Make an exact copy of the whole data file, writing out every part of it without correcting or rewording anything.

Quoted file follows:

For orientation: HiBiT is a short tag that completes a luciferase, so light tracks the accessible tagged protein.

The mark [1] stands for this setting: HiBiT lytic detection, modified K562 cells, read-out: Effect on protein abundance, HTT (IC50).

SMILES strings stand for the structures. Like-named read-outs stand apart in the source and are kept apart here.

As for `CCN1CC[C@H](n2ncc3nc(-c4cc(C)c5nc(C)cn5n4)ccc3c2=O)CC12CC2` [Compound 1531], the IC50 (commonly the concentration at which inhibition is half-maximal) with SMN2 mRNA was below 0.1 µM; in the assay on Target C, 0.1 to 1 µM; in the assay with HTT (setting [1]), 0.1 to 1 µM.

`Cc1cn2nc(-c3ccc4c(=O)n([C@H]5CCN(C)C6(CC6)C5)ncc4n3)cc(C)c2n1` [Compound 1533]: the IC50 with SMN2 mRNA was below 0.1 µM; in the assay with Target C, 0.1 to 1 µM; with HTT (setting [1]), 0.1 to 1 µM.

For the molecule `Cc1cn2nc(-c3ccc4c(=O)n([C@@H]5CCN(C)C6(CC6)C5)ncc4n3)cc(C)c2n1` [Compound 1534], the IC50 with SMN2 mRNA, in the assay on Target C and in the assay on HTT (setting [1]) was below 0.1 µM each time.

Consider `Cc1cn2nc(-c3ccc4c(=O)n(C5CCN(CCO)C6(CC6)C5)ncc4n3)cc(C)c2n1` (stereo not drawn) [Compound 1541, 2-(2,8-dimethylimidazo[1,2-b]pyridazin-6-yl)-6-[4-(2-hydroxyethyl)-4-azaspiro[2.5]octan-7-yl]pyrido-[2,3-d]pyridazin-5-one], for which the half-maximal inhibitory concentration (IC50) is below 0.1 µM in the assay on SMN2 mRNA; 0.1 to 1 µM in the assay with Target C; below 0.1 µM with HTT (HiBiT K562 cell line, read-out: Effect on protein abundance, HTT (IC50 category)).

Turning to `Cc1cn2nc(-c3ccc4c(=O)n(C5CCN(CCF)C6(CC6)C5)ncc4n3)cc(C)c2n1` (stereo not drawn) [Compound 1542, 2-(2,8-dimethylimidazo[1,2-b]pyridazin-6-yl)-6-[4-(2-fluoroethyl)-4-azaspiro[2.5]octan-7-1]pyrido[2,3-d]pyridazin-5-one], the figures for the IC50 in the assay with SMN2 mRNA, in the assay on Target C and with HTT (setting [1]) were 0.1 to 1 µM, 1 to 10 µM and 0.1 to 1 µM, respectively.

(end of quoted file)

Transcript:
For orientation: HiBiT is a short tag that completes a luciferase, so light tracks the accessible tagged protein.

The mark [1] stands for this setting: HiBiT lytic detection, modified K562 cells, read-out: Effect on protein abundance, HTT (IC50).

SMILES strings stand for the structures. Like-named read-outs stand apart in the source and are kept apart here.

As for `CCN1CC[C@H](n2ncc3nc(-c4cc(C)c5nc(C)cn5n4)ccc3c2=O)CC12CC2` [Compound 1531], the IC50 (commonly the concentration at which inhibition is half-maximal) with SMN2 mRNA was below 0.1 µM; in the assay on Target C, 0.1 to 1 µM; in the assay with HTT (setting [1]), 0.1 to 1 µM.

`Cc1cn2nc(-c3ccc4c(=O)n([C@H]5CCN(C)C6(CC6)C5)ncc4n3)cc(C)c2n1` [Compound 1533]: the IC50 with SMN2 mRNA was below 0.1 µM; in the assay with Target C, 0.1 to 1 µM; with HTT (setting [1]), 0.1 to 1 µM.

For the molecule `Cc1cn2nc(-c3ccc4c(=O)n([C@@H]5CCN(C)C6(CC6)C5)ncc4n3)cc(C)c2n1` [Compound 1534], the IC50 with SMN2 mRNA, in the assay on Target C and in the assay on HTT (setting [1]) was below 0.1 µM each time.

Consider `Cc1cn2nc(-c3ccc4c(=O)n(C5CCN(CCO)C6(CC6)C5)ncc4n3)cc(C)c2n1` (stereo not drawn) [Compound 1541, 2-(2,8-dimethylimidazo[1,2-b]pyridazin-6-yl)-6-[4-(2-hydroxyethyl)-4-azaspiro[2.5]octan-7-yl]pyrido-[2,3-d]pyridazin-5-one], for which the half-maximal inhibitory concentration (IC50) is below 0.1 µM in the assay on SMN2 mRNA; 0.1 to 1 µM in the assay with Target C; below 0.1 µM with HTT (HiBiT K562 cell line, read-out: Effect on protein abundance, HTT (IC50 category)).

Turning to `Cc1cn2nc(-c3ccc4c(=O)n(C5CCN(CCF)C6(CC6)C5)ncc4n3)cc(C)c2n1` (stereo not drawn) [Compound 1542, 2-(2,8-dimethylimidazo[1,2-b]pyridazin-6-yl)-6-[4-(2-fluoroethyl)-4-azaspiro[2.5]octan-7-1]pyrido[2,3-d]pyridazin-5-one], the figures for the IC50 in the assay with SMN2 mRNA, in the assay on Target C and with HTT (setting [1]) were 0.1 to 1 µM, 1 to 10 µM and 0.1 to 1 µM, respectively.